I also have pulmonary hypertension, heart valve problems, and an aneurysm on the left side of my heart. My cardiologist thinks it will be my heart that eventually gets me but not for a long time. My condition is staying pretty stable for now.

I'm followed by oncology, cardiology, pulmonology, and GI on a regular basis. I also see my primary care doctor for minor problems, a gynecologist once a year (chemo sent me into early menopause), eye doctor, dermatologist. I think that's all. Thank God for good insurance!

I'm lucky financially in that I worked for a company with great benefits. I have health insurance through them still and I had disability insurance which replaces 75% of my salary after Social Security Disability insurance. My Social Security Disability was approved in two months as my lung capacity is below their guidelines for disability and I provided all my medical records for them when I applied so they didn't have to ask the doctor's for anything. That was almost 4 years ago.

I also have a great husband who has seen me through all of this. We don't have any kids so I haven't had to worry about those issues during all this.

Now I have other minor problems and I don't know if they're because I'm getting older (52 now) or if they're side effects of the radiation. The thing that bothers me most is my neck and back muscles which are always hard as a rock. I've developed some swallowing problems and they've recommended swallowing therapy but I haven't done that yet. They say my neck muscles have been effected by radiation and that effects my swallowing. I get massage therapy regularly which really helps my neck and back. I also see a chiropracter. My oncologist also says my neck and back muscles have been effected by radiation.

I found a really good site today at http://www.survivorshipguidelines.org/ that has guidelines for long-term cancer survivors. It was developed for child cancer survivors but is applicable to everyone who has long term effects. I think it would be helpful for anyone here.

Hope this helps someone. I've been very frustrated lately as I don't know what "normal" for me is and I've just started looking for other long-term survivor stories.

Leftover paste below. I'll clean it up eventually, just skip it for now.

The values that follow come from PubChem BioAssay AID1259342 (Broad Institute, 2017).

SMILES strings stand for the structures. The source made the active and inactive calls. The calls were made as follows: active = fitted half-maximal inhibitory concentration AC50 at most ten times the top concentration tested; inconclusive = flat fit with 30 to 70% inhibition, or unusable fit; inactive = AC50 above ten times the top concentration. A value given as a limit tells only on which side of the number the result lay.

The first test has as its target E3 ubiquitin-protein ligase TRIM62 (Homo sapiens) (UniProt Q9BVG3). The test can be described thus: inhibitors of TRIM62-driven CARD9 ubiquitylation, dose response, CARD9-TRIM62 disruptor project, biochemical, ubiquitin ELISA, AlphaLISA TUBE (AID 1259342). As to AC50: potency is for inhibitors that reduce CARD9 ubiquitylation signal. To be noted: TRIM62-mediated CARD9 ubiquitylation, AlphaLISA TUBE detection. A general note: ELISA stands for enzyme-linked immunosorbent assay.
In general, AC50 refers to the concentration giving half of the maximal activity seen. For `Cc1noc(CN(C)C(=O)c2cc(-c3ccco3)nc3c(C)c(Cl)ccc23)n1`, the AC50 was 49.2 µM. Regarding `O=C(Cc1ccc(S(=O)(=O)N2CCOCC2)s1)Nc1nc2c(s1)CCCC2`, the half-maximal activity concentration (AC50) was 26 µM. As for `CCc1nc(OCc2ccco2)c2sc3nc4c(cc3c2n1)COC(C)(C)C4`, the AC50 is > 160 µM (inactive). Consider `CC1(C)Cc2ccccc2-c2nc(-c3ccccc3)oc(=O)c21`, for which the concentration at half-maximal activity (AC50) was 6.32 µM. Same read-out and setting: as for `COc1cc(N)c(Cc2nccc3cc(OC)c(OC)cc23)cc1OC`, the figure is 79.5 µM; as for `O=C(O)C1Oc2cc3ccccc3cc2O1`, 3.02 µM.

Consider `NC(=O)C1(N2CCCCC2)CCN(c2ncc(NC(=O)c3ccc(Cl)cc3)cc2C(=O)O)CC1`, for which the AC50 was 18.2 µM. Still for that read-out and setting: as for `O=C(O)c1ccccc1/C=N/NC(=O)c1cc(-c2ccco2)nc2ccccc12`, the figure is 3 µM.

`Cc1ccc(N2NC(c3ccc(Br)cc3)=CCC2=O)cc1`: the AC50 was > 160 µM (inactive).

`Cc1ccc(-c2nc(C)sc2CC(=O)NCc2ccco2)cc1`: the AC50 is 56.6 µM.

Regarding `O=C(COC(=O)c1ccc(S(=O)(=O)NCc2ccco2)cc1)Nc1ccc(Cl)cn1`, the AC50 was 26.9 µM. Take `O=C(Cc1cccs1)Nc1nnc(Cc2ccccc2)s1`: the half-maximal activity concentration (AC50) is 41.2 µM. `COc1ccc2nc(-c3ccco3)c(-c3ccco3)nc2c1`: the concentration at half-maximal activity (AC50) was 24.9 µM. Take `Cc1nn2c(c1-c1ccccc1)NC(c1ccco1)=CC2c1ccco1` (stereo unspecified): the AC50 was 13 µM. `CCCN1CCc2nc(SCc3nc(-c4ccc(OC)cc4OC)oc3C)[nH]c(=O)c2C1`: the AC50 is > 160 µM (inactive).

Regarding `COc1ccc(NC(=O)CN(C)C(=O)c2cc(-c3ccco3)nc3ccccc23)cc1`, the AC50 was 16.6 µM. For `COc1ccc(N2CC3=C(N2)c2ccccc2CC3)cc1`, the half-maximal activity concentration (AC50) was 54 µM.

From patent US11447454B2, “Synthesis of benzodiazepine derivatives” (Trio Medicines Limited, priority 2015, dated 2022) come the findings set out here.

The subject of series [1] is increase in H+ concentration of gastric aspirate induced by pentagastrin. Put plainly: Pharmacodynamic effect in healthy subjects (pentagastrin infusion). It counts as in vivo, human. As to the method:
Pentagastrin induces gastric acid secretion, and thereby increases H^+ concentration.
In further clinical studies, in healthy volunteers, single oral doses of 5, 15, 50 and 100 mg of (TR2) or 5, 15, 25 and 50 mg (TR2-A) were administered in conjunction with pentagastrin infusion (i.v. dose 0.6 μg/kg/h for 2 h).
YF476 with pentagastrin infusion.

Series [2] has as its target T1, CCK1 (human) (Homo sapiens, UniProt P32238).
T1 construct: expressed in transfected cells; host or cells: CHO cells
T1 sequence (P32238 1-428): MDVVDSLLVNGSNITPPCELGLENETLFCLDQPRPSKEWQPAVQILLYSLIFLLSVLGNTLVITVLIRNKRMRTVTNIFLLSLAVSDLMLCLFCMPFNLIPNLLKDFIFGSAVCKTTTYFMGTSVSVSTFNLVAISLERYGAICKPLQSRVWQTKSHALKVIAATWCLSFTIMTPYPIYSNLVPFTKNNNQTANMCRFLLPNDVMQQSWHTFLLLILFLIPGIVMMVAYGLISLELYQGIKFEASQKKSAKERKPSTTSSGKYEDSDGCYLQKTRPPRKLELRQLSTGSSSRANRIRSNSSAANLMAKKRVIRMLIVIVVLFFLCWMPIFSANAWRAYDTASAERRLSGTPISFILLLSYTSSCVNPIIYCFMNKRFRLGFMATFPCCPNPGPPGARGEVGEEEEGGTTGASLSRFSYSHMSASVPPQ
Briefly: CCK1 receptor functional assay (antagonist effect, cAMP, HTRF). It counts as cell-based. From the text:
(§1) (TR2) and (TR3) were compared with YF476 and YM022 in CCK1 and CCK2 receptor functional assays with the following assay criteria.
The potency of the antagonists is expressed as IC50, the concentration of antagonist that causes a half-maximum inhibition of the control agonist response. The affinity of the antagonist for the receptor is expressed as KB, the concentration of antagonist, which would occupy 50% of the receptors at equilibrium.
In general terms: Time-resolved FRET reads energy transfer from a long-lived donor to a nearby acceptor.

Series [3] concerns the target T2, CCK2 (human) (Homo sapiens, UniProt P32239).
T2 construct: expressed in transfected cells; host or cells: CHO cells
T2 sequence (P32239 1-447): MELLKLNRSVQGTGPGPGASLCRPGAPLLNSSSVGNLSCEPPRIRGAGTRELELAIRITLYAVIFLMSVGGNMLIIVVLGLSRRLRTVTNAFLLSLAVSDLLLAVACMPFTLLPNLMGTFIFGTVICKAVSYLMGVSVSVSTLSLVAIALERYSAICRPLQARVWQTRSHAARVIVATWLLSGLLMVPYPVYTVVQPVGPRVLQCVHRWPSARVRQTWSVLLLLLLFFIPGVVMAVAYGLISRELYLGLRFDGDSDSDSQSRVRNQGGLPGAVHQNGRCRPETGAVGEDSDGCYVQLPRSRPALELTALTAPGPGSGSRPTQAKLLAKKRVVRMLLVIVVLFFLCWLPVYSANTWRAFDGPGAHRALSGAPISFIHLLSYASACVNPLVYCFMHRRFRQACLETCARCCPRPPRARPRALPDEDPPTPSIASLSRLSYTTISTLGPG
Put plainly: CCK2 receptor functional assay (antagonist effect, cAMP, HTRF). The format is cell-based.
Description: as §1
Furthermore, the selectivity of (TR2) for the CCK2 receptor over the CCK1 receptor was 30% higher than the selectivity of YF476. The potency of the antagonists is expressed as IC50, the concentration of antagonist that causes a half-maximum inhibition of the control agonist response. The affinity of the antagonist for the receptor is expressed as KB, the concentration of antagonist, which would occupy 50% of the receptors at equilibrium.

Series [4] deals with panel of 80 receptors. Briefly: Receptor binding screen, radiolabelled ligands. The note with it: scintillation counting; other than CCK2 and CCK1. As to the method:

One major regrest is that I didn't get long-term care insurance when I could have. When I tried they asked for 5 years of medical info. I might have been able to get it at some point when I'd been stable for 5 years. So let this be a lesson.

Actually I feel very lucky. My health could be so much worse. I know I'm still at risk for other cancers and possibly other problems so it continues to be a wait and see game forever. But in the mean time I'll continue to live life as fully as I can!

Sorry this got so long but it's been a long story of continuous problems for the last seven years.... Hope this helps someone. Make sure you have regular check ups! I suspect there's no long term survivor out there that hasn't had some problem. I hope there's a doctor somewhere planning to publish on this subject.

JudyB.

hodgkoid2003's picture
hodgkoid2003
Posts: 96
Joined: Apr 2009

Judy B.,

I can relate to many of what you wrote. My bio states pretty much what I've gone through. I've found that the ACOR site (www.acor.org) is a very informative site for us long term survivors. One of the things that you'd find there, is a lot of info in regards to finding a "late effects" clinic, in other words, doctors who specialize in helping many of us deal with the late effects from our treatments.

The thing you mention with the neck, is something that I'm dealing with. Also felt that it is caused by radiatioin, it was explained to me, that the muscles in my neck have deteriorated, leaving the muscles in the front alone (for whatever reason). This results in my head being "pulled" forward (it looks like I'm always sulking), unless I happen to catch myself in this position. Sometimes it is referred to as "drooping head syndrome". Dr. Stubblefield and Dr. Oeffinger at Sloan Kettering in NYC introduced me to this. There is also some noticeable decrease in muscle in my shoulders.